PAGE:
Beyond his role in shaping my bibliography and argument, Hauerwas also kicked started a key conviction. I have often wondered how an Anglican ethicist could speak for my own tradition. After reading After Christendom I found myself asking where our (meaning Brethren) voices in the debate could be found. Clearly, Hauerwas knew of Anabaptism by working with John Howard Yoder, but if practices are so central to formation how could he effectively talk of the tradition from outside it’s way of life. I was convinced then, and continue to be so, that Brethren need to jump into the theological fray adding to and critiquing the Neo-Anabaptism rooted in Hauerwas.

A Black Theology of Liberation by James Cone

Cone is certainly a controversial theologian, and his Black Theology of Liberation was clearly one of the most provocative. White theologians around the US still shudder to read his noted assertion that if Jesus Christ is not black we must kill him. In the midst of a class on Liberation Theology, Cone’s words and antagonism grated on a number of my classmates, many of whom were ideological pacifists.

I took two things away from Cone’s work. First, I can remember sitting in the reading room finally realizing what a true systematic theology looked like. Cone’s argument progresses through a doctrine of God, to Christology, and to Ecclesiology. I don’t know what triggered it, but I finally understood how a whole theological system plays out within the various categories of thinking.

Second, though I did bristle as some of his more provocative phrases, I knew I could not reject his argument just because I didn’t like what appeared to be a clear call for violence. I knew, as an emerging white theologian, I had to come to terms with how some theological tenants I had come to accept were in fact based in privilege. As I turned each page I knew I had to keep learning from Cone in order to hear how white thinking is engrained in the church. I had to hear how race experience in the US was formative of both black and whites, and come to think critically about how power is either claimed or rejected in light of those experiences. Cone clearly challenged me to think beyond “just theology” and recognize how power and privilege are too easily overlooked.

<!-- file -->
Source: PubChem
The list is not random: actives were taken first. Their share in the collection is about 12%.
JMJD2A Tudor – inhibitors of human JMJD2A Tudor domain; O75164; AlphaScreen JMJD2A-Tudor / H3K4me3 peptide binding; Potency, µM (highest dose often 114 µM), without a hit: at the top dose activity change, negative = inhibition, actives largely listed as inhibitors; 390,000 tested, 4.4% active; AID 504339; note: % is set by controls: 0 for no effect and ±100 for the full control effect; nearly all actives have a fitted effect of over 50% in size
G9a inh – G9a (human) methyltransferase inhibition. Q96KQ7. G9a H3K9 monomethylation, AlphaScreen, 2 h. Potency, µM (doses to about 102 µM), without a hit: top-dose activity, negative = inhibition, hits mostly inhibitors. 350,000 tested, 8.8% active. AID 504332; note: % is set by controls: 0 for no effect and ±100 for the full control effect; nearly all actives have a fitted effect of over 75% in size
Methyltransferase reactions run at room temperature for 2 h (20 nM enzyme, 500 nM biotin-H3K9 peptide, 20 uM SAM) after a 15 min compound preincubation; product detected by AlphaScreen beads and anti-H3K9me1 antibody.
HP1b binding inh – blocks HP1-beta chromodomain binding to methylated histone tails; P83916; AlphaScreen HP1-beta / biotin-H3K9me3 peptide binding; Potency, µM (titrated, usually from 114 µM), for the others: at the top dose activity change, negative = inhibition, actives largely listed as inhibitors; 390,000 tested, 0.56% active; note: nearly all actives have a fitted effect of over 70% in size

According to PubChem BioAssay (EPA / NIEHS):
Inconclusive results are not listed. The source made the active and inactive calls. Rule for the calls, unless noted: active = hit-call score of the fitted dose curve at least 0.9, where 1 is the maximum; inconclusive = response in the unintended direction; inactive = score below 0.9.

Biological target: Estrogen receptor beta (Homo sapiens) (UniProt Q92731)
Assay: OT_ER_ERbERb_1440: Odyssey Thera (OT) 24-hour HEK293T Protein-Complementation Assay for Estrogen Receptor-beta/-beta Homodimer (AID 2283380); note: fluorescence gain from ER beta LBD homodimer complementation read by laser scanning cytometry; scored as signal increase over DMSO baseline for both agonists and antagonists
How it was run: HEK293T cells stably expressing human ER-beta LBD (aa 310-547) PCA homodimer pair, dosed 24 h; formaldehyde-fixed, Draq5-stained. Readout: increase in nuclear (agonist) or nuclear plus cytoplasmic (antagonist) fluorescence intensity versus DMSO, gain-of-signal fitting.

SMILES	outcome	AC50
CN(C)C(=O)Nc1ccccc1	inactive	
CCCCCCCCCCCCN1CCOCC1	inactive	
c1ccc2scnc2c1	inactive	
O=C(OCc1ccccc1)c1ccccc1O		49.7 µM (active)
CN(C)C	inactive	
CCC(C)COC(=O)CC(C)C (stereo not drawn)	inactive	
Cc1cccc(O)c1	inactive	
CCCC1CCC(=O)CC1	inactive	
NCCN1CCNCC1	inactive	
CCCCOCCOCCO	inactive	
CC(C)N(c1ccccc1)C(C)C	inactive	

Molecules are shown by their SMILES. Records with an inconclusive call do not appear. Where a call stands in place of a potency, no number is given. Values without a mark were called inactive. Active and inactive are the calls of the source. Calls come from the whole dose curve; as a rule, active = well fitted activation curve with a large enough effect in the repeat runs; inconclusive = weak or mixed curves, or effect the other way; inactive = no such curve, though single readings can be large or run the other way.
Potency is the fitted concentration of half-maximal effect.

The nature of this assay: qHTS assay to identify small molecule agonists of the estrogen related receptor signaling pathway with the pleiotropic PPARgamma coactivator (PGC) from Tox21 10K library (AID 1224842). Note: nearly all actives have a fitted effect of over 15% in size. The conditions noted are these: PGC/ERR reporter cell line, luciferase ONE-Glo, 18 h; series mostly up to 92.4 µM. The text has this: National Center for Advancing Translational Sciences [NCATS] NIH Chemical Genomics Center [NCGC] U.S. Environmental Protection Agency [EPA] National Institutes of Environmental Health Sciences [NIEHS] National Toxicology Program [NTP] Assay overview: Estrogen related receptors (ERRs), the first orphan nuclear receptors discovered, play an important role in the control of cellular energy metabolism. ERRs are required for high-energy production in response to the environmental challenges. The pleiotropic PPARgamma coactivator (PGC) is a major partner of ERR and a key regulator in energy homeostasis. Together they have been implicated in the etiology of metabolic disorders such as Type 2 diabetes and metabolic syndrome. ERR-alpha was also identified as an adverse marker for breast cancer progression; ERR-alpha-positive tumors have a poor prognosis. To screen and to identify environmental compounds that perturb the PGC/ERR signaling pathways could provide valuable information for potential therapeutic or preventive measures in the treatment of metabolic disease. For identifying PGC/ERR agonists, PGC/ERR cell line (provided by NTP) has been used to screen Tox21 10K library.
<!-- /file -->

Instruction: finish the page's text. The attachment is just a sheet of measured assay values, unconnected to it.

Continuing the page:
On the Incarnation of the Word by Athanasius of Alexandria

Given that my academic work is based in the fourth and fifth centuries I should comment on a book written in that period of time. Interestingly though, I do not go back to the works of Cassian (on whom I am writing my disseration), nor the desert monks of Egypt. Those works have certainly been formative for my thinking, but it was Athanasius’ treatise that finally sealed the deal in my Christology and its connection to Theosis in my thinking. Athanasius, though known as a politically savvy rhetorician, also spoke of the key to the Incarnation of the Word being God’s desire that we would return to God. In Athanasius’ words, “the Word become human so that humanity could become divine.” For us Protestants such a phrase seems nearly blasphemous, but I found it a beautiful way to link salvation and Christology in a way that countered our current popular understandings of atonement.